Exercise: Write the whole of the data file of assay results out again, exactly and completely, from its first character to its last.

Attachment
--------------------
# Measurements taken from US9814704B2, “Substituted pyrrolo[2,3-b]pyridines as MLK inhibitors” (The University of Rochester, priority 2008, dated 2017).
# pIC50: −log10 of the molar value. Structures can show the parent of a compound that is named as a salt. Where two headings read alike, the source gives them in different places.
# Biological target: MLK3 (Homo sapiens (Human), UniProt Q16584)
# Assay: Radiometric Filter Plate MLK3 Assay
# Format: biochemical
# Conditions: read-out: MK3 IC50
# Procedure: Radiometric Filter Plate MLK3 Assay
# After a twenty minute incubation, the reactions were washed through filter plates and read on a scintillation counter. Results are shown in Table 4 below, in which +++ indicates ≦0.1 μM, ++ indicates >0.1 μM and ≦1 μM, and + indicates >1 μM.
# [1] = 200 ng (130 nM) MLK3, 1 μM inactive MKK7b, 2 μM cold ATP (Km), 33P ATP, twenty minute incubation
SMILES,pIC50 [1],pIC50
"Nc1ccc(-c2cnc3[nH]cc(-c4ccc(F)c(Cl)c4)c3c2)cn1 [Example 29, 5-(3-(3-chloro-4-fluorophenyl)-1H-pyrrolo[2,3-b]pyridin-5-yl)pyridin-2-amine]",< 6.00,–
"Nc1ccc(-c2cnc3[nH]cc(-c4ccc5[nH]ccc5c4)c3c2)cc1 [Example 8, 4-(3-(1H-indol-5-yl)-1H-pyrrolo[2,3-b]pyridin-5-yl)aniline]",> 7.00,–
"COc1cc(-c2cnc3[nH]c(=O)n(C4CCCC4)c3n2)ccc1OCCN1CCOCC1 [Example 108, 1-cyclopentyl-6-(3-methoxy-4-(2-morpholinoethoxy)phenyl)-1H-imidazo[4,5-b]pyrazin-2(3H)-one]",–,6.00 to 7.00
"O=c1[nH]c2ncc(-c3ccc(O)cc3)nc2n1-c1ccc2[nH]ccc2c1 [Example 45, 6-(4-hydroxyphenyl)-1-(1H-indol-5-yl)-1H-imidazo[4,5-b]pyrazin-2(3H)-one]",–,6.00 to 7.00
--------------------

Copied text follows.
# Measurements taken from US9814704B2, “Substituted pyrrolo[2,3-b]pyridines as MLK inhibitors” (The University of Rochester, priority 2008, dated 2017).
# pIC50: −log10 of the molar value. Structures can show the parent of a compound that is named as a salt. Where two headings read alike, the source gives them in different places.
# Biological target: MLK3 (Homo sapiens (Human), UniProt Q16584)
# Assay: Radiometric Filter Plate MLK3 Assay
# Format: biochemical
# Conditions: read-out: MK3 IC50
# Procedure: Radiometric Filter Plate MLK3 Assay
# After a twenty minute incubation, the reactions were washed through filter plates and read on a scintillation counter. Results are shown in Table 4 below, in which +++ indicates ≦0.1 μM, ++ indicates >0.1 μM and ≦1 μM, and + indicates >1 μM.
# [1] = 200 ng (130 nM) MLK3, 1 μM inactive MKK7b, 2 μM cold ATP (Km), 33P ATP, twenty minute incubation
SMILES,pIC50 [1],pIC50
"Nc1ccc(-c2cnc3[nH]cc(-c4ccc(F)c(Cl)c4)c3c2)cn1 [Example 29, 5-(3-(3-chloro-4-fluorophenyl)-1H-pyrrolo[2,3-b]pyridin-5-yl)pyridin-2-amine]",< 6.00,–
"Nc1ccc(-c2cnc3[nH]cc(-c4ccc5[nH]ccc5c4)c3c2)cc1 [Example 8, 4-(3-(1H-indol-5-yl)-1H-pyrrolo[2,3-b]pyridin-5-yl)aniline]",> 7.00,–
"COc1cc(-c2cnc3[nH]c(=O)n(C4CCCC4)c3n2)ccc1OCCN1CCOCC1 [Example 108, 1-cyclopentyl-6-(3-methoxy-4-(2-morpholinoethoxy)phenyl)-1H-imidazo[4,5-b]pyrazin-2(3H)-one]",–,6.00 to 7.00
"O=c1[nH]c2ncc(-c3ccc(O)cc3)nc2n1-c1ccc2[nH]ccc2c1 [Example 45, 6-(4-hydroxyphenyl)-1-(1H-indol-5-yl)-1H-imidazo[4,5-b]pyrazin-2(3H)-one]",–,6.00 to 7.00